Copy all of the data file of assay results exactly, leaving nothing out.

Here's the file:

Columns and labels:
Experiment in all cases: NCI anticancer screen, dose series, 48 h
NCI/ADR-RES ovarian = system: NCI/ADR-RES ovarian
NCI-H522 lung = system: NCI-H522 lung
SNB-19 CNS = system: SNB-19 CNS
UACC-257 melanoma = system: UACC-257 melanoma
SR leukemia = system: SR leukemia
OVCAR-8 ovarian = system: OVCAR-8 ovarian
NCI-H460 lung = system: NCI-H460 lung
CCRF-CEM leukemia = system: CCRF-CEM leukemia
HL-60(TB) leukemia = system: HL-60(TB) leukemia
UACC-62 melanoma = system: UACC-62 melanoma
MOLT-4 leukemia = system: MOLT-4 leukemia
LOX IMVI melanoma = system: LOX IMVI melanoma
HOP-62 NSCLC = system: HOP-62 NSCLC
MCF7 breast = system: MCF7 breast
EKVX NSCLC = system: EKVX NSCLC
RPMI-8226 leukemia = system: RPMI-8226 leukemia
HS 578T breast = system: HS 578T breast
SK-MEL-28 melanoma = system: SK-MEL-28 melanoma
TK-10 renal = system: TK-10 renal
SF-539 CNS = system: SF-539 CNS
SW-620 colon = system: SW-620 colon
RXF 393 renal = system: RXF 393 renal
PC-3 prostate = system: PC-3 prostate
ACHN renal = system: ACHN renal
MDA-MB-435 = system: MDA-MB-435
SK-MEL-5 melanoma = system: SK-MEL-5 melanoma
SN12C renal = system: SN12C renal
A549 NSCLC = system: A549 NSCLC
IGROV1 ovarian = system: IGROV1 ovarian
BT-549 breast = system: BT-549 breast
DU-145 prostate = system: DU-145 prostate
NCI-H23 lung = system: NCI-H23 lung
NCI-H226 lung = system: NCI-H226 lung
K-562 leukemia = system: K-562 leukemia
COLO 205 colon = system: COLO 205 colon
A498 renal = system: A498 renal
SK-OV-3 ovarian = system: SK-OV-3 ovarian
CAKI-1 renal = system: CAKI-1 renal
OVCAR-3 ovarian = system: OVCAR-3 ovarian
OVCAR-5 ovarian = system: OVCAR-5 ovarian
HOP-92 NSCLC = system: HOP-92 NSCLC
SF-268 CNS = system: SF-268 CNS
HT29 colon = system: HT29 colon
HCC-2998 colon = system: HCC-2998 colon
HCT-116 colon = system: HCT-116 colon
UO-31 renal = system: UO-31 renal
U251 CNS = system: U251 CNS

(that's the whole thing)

Columns and labels:
Experiment in all cases: NCI anticancer screen, dose series, 48 h
NCI/ADR-RES ovarian = system: NCI/ADR-RES ovarian
NCI-H522 lung = system: NCI-H522 lung
SNB-19 CNS = system: SNB-19 CNS
UACC-257 melanoma = system: UACC-257 melanoma
SR leukemia = system: SR leukemia
OVCAR-8 ovarian = system: OVCAR-8 ovarian
NCI-H460 lung = system: NCI-H460 lung
CCRF-CEM leukemia = system: CCRF-CEM leukemia
HL-60(TB) leukemia = system: HL-60(TB) leukemia
UACC-62 melanoma = system: UACC-62 melanoma
MOLT-4 leukemia = system: MOLT-4 leukemia
LOX IMVI melanoma = system: LOX IMVI melanoma
HOP-62 NSCLC = system: HOP-62 NSCLC
MCF7 breast = system: MCF7 breast
EKVX NSCLC = system: EKVX NSCLC
RPMI-8226 leukemia = system: RPMI-8226 leukemia
HS 578T breast = system: HS 578T breast
SK-MEL-28 melanoma = system: SK-MEL-28 melanoma
TK-10 renal = system: TK-10 renal
SF-539 CNS = system: SF-539 CNS
SW-620 colon = system: SW-620 colon
RXF 393 renal = system: RXF 393 renal
PC-3 prostate = system: PC-3 prostate
ACHN renal = system: ACHN renal
MDA-MB-435 = system: MDA-MB-435
SK-MEL-5 melanoma = system: SK-MEL-5 melanoma
SN12C renal = system: SN12C renal
A549 NSCLC = system: A549 NSCLC
IGROV1 ovarian = system: IGROV1 ovarian
BT-549 breast = system: BT-549 breast
DU-145 prostate = system: DU-145 prostate
NCI-H23 lung = system: NCI-H23 lung
NCI-H226 lung = system: NCI-H226 lung
K-562 leukemia = system: K-562 leukemia
COLO 205 colon = system: COLO 205 colon
A498 renal = system: A498 renal
SK-OV-3 ovarian = system: SK-OV-3 ovarian
CAKI-1 renal = system: CAKI-1 renal
OVCAR-3 ovarian = system: OVCAR-3 ovarian
OVCAR-5 ovarian = system: OVCAR-5 ovarian
HOP-92 NSCLC = system: HOP-92 NSCLC
SF-268 CNS = system: SF-268 CNS
HT29 colon = system: HT29 colon
HCC-2998 colon = system: HCC-2998 colon
HCT-116 colon = system: HCT-116 colon
UO-31 renal = system: UO-31 renal
U251 CNS = system: U251 CNS